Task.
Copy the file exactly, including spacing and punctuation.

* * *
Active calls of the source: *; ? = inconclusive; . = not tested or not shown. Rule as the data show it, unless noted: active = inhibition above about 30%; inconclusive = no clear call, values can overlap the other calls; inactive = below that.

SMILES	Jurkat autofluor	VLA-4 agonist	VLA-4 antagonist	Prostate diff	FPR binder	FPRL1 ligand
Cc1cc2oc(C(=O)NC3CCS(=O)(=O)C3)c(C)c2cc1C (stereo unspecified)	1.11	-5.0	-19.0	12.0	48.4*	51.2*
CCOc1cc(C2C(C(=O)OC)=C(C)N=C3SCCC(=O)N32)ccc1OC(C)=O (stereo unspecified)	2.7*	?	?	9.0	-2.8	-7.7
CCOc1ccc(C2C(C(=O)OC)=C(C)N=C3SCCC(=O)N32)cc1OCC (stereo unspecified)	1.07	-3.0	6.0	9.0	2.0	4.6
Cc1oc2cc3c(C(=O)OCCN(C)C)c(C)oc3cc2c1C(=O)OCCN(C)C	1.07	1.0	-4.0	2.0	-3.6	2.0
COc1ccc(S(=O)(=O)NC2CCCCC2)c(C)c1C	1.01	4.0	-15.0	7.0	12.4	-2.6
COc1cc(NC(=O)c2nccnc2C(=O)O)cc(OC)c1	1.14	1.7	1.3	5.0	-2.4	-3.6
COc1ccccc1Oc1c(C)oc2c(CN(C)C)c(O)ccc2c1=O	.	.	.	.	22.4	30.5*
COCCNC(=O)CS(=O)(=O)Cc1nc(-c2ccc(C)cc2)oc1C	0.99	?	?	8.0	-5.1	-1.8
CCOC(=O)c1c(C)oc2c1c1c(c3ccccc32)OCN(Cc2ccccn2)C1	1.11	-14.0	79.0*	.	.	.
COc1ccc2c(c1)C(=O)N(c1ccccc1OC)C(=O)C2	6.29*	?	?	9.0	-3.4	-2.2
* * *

Active calls of the source: *; ? = inconclusive; . = not tested or not shown. Rule as the data show it, unless noted: active = inhibition above about 30%; inconclusive = no clear call, values can overlap the other calls; inactive = below that.

SMILES	Jurkat autofluor	VLA-4 agonist	VLA-4 antagonist	Prostate diff	FPR binder	FPRL1 ligand
Cc1cc2oc(C(=O)NC3CCS(=O)(=O)C3)c(C)c2cc1C (stereo unspecified)	1.11	-5.0	-19.0	12.0	48.4*	51.2*
CCOc1cc(C2C(C(=O)OC)=C(C)N=C3SCCC(=O)N32)ccc1OC(C)=O (stereo unspecified)	2.7*	?	?	9.0	-2.8	-7.7
CCOc1ccc(C2C(C(=O)OC)=C(C)N=C3SCCC(=O)N32)cc1OCC (stereo unspecified)	1.07	-3.0	6.0	9.0	2.0	4.6
Cc1oc2cc3c(C(=O)OCCN(C)C)c(C)oc3cc2c1C(=O)OCCN(C)C	1.07	1.0	-4.0	2.0	-3.6	2.0
COc1ccc(S(=O)(=O)NC2CCCCC2)c(C)c1C	1.01	4.0	-15.0	7.0	12.4	-2.6
COc1cc(NC(=O)c2nccnc2C(=O)O)cc(OC)c1	1.14	1.7	1.3	5.0	-2.4	-3.6
COc1ccccc1Oc1c(C)oc2c(CN(C)C)c(O)ccc2c1=O	.	.	.	.	22.4	30.5*
COCCNC(=O)CS(=O)(=O)Cc1nc(-c2ccc(C)cc2)oc1C	0.99	?	?	8.0	-5.1	-1.8
CCOC(=O)c1c(C)oc2c1c1c(c3ccccc32)OCN(Cc2ccccn2)C1	1.11	-14.0	79.0*	.	.	.
COc1ccc2c(c1)C(=O)N(c1ccccc1OC)C(=O)C2	6.29*	?	?	9.0	-3.4	-2.2